Friday, April 8, 2011

Ma-ma and Yeh-yeh



Someone had posted this in Facebook today. And for that 10 minutes, it was my own grandmother that I was thinking of. Yes, my own Ma-ma.

You see, when my brother and I were kids, we were sent to my grandparents' during our school holidays. My parents said it would be good for us to spend some time with them and keep an eye on the old folks. Ma-ma is only about 4 feet tall, and Yeh-yeh was touching 5'10". I could be mistaken, as I was a lot shorter than Ma-ma then.

As usual, instead of us helping out with the household chores, my grandparents doted on us both. We were only allowed to take the garbage out only if we insisted on doing it for about 5 minutes.

Ma-ma cooked for us, she washed our clothes. She didn't like washing machines. Yeh-yeh, well, he was the entertainer. He taught us many card games and bought us candy.

In the evenings, sometimes Ma-ma would allow us to join the cousins in a quest of spider hunting. We'd keep them in our clear candy jars and make them fight each other. Yeh-yeh would watch with that smile he always had.

It was no secret that my brothers and I were always their favorites. We were well-mannered (Daddy would punish us if we weren't, anyway) and very obedient. If we weren't allowed to do something, we wouldn't do it. As far as I can remember, neither of us have ever been told off by my grandparents before. The cousins, well, that's a different story.

When we were much younger, they lived in a village house with no running water or electricity. My parents would take us to visit on weekends. Sometimes, we even get to stay over. The raw cement floor was always cool and clean, thanks to Ma-ma's incessant habit of cleaning. Leftover food was kept in a mesh cupboard that stood on stilt legs; they kept the mice and flies out.

I was quite a princess even at the age of 3. I couldn't stand the heat at night as there was no electricity to power a fan. And I was prone to mosquito bites. Ma-ma and Yeh-yeh would sit by our cots and fan us both, make sure we weren't sweaty and the moquitoes didn't bother us. In the day, Yeh-yeh would get ice cool water and Ma-ma would boil it for my daily baths.

We were usually confined to the house, as there were dangers lurking outside. Once, I was running outside in the dirt, one of the chickens pecked at my little toes. I ran away screaming and in tears. The geese would also threaten to attack us sometimes. Besides, there were all sorts of bugs and insects that we'd be gullible enough to catch and bring home, poisonous or not.

They'd take us out to feed the chickens and ducks and geese. Or simply to look at the chicks. Yeh-yeh would allow me to help collect the eggs sometimes. He'd be the one bearing the lamp at night if either of us needed to pee outside.

Yeh-yeh was 80 when he succumbed to stomach cancer. It was then that Ma-ma's health started to decline. She became bitter and forgetful. There was always something that didn't quite meet her expectations. She needed attention more than ever before.

Sometimes, I think she lived for Yeh-yeh. He must be the great love of her life, her sparring partner. At his deathbed, he was still giving instructions to everyone to take good care of Ma-ma. In his morphine induced state, his instructions had never been clearer.

In the final years before Ma-ma's death, she had lost so much weight and her skin was papery and thin. She bruised easily and it took her so much effort to get dressed to go out that she'd be sweaty and in great pain by the time she was done. Although she could hardly walk, she refused to be pushed around on a wheelchair. She's not an invalid, she'd protested repeatedly.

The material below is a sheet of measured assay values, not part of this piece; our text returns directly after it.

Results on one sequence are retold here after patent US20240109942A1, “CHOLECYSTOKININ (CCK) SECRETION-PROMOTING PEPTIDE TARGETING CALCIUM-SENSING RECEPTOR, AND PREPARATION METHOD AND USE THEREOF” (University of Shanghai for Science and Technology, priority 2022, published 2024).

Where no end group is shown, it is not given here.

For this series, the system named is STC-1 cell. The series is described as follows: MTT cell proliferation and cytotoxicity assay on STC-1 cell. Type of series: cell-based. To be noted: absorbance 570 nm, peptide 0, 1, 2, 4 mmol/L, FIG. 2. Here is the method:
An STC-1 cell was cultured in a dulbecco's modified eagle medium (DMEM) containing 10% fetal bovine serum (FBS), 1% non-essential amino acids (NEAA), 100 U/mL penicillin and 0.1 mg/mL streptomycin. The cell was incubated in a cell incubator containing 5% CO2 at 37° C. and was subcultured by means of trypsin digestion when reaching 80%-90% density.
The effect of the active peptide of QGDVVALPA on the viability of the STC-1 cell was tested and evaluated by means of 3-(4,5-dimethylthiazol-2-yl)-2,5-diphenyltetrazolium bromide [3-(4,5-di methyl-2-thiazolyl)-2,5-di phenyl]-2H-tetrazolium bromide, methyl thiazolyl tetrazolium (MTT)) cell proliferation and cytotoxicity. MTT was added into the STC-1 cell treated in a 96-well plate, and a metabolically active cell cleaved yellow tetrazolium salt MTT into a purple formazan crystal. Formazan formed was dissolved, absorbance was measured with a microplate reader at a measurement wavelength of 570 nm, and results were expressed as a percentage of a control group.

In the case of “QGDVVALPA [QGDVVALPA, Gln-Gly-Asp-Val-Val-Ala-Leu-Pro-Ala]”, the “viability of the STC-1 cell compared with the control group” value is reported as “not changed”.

Still, we remained her favorite grandchildren. My brothers and I were always treated to snacks and candy even after we were grown up and much taller than she was. Long after I returned from China, she asked about my health and work, as if I was back here only for a short holiday. She asks about that one boyfriend she met years ago, when I was 18, and always seemed surprised that we were no longer together.

There were many things that she couldn't remember, recent things. Many things that made her suspicious. Who is that? Why is he here? He is a little boy, surely this young man isn't who I think it is. I put it on the table. Who took it away? Don't open the door, I don't know that person.

11 years after Yeh-yeh, Ma-ma followed suit without gaining consciousness. In so many ways, I was relieved that she was gone. The fact that she held on for 11 years still amazes me to no end. To take a page from countless movies and books, I think that they were meant to be together, from the start. There are no two people in this world who were more right for each other than they were.

Ma-ma said to me, so long ago, that she wanted to be buried a Christian, with flowers at her wake and the sounds of hymns. She never liked the incense and the chanting that came with Buddhist funerals. I regret that it was the one thing that she told only me, and the one thing that I never fulfilled. It was at the morgue that her words came back to me, and I had fought for her wishes.

Yeh-yeh was cremated the Buddhist way when he passed on. His ashes are kept in an urn at a pagoda. Ma-ma and Yeh-yeh, they belong together. And the only way we can reunite them was for her to be cremated and her ashes placed beside his.

Sometimes, I think of them and it makes me laugh out loud. They way she used to tell him off for not helping around the house when he's showing us yet another card game. It was a funny sight with almost 2 feet in height difference between them.

I wonder, now that they're together, if they are the same as I remember.

1 comment:

traveleo said...

Love this post - your experience of childhood with your grandparents reminded me of mine too...

Regretfully, none of them are around anymore to see their baby grandson going through life as a man :(